I slid down the wall and buried my head into my knees. Pain, confusion, anger, sorrow and hurt came pouring out along with tears and sobs. Each deep breath brought forth another emotion that I didn’t get time to fully process before the next wave came crashing down. It was becoming too much. My brain was fuzzing over and I couldn’t breathe.
Just as I was desperately trying to decide between passing out and finding my phone to call from help I felt a gentle hand grip my fingers. I caught a sob in throat and instantly looked up. I looked left, right, to the ceiling and at the floor. There was no around me. I felt the touch, a strong yet gentle hand, but there was nothing physical that I could see.
Anyone else would have been freaking out. Most would have assumed they had finally lost their minds Stress can do that to a person. Yes, my mind was exhausted and screaming for release but I knew this touch. It was a touch that I had felt once or twice before. It was his hand, my guardian angel’s hand.
As my chest eased and my nerve ends loosened slightly I felt a calm begin to steal over me. The hand still gripped mine. I pictured my guardian angel sitting beside me, huge coke bottle glasses watching me. Eyes never leaving my face as I came down from my panic attack.
In my head I could almost hear his whisper, “It’s okay. Deep breaths and happy thoughts.’ My eyes fell closed and my spent brain ran back in time.
After flipping through a catalogue of happy memories I choose a simple summer day. I opened my eyes. I was twelve and standing inside the bedroom that had been mine for most of my life.
Our house was nothing special. It was small, barely accommodating the five of us plus an eighty pound Akita, a cockatiel and a guinea pig. Shouts of laughters and reprimands coated the hallway walls like wallpaper. I could hear all the conversations we had as children, full of crazy stories and imaginary friends. Conversations that matured as we did. Going from school work to plans for our now adult lives.
My parents always said and still say to this day that the house was too small and cramped. Not one surface wasn’t covered. Everything was falling apart and the place was just one big mess.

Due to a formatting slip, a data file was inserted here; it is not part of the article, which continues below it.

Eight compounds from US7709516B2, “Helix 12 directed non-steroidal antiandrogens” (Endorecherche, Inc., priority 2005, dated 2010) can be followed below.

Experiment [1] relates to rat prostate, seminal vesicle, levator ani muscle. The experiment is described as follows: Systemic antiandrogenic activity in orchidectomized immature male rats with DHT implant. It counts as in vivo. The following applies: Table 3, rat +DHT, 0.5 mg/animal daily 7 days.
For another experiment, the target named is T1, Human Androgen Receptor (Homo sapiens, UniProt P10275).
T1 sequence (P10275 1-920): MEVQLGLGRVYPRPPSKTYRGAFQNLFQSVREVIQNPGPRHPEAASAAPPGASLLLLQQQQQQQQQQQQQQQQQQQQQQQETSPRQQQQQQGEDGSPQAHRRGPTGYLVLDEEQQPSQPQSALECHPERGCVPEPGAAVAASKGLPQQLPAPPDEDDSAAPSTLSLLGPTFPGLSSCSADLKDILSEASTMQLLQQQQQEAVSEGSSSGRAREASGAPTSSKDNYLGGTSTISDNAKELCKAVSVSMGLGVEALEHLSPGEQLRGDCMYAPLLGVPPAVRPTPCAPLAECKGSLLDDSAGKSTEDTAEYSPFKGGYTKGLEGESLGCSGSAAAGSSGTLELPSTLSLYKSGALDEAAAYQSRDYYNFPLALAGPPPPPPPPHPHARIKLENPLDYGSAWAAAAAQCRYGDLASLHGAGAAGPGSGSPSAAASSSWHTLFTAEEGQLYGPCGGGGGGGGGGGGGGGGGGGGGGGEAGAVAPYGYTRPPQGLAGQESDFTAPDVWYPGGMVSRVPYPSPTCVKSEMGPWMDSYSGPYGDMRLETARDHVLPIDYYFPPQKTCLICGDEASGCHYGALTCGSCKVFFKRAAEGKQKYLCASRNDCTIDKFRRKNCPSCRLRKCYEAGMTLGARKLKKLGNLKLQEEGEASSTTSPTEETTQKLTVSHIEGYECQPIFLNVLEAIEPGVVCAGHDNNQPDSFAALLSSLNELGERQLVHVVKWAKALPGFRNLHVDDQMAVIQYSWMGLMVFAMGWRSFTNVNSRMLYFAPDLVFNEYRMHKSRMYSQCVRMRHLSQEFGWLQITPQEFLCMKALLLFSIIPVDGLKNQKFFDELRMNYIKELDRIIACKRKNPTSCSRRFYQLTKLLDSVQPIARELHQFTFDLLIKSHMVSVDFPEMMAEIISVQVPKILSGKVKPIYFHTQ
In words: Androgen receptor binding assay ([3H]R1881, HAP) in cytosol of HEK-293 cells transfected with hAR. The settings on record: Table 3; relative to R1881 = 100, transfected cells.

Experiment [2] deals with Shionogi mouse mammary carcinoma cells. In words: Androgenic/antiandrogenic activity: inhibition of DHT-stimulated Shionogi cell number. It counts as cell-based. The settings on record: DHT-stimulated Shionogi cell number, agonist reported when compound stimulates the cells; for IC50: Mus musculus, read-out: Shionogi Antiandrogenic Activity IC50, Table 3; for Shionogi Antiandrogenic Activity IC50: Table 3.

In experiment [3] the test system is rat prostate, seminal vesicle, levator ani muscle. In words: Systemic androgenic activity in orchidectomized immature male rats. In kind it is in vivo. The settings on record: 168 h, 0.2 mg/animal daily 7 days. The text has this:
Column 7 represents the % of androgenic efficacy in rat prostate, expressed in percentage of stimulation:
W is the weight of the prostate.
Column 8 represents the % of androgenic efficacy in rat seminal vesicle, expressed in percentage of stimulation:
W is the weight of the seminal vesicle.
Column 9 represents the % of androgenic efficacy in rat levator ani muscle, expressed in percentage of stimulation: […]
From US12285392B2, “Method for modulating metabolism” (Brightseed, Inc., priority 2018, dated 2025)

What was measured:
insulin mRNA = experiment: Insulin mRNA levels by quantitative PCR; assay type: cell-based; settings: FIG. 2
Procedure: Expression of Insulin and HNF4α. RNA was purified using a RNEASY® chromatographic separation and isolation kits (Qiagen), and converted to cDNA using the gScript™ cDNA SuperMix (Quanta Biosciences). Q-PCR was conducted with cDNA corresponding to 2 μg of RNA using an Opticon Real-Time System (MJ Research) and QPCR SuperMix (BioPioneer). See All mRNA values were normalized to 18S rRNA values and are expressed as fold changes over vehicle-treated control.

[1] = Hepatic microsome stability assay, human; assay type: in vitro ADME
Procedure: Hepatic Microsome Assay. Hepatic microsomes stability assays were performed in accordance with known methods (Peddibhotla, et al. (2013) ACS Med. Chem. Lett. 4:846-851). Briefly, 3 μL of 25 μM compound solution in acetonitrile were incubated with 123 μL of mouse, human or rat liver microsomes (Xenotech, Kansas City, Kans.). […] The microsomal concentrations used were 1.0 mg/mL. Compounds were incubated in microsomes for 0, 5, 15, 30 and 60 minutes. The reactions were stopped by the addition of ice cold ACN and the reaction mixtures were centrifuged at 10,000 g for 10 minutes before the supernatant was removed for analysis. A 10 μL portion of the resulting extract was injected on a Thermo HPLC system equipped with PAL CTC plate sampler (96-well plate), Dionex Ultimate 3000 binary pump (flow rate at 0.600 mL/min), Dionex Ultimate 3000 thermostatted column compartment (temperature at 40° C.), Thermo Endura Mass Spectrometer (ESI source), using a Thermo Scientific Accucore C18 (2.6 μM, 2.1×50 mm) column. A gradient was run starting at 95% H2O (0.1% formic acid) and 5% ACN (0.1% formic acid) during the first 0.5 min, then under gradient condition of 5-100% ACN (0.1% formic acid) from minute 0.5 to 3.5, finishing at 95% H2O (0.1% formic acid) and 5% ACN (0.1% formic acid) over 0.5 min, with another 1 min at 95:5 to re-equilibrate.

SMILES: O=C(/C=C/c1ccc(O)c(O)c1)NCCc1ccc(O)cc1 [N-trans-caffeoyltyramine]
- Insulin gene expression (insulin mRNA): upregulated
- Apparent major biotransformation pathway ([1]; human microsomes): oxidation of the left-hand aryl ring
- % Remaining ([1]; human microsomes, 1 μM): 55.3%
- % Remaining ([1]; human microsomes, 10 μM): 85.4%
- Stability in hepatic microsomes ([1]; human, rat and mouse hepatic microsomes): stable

As a child and even to this day I have never agreed. My eyes glaze over the mess of papers and piles of dog hair that live in the corners. Yes, the doors had holes where frustrated feet had kicked in the wood. In the back-room there were cracks in the walls and the wallpaper was peeling. The tiles floor of the kitchen always had footprints and the walls always had handprints. The basement was a half finished place full of darkness and dirty laundry.
Each room was small and cramped. Finding a place to hide for privacy wasn’t a real option. Even your own room wasn’t safe, people always walking in with only a knock to announce their entrance. Silence or even quiet were words that had no place in our home.
No matter the issues though, it never changed what the place was. It was home. A home where laughter, love and creativity reigned supreme. I stood, as my twelve year old self, in my room. This was the room I had moved into once my youngest brother no longer needed a crib. For most of my life this had been my room. Right now the walls were covered in NSYNC posters. The floor was covered in everything from clothes, papers to stuffed animals and shoes. If you walked without shoes you had to be careful not to step on pen caps or push pins. Books overflowed from the bookshelf, spilling into piles on the floor.
Standing here I felt a welcome calm. This was my place. Over the years the band posters would come down to be replaced by pictures of friends and family. During my four years of college the room would become dark and lonely for most of the year. Until a year ago this had been where I went to cry, to study and to read. This is where I played school with my stuff animals and where I wrote my first stories.
A year ago I had packed up every piece of paper and every last sock and had left behind nothing but tears and memories. It was my middle brothers room now, but standing here at twelve I remembered how much this place had meant to me.
A knock sounded at the door. My mom opened it slowly, barely able to move it enough to talk to me because of the mess.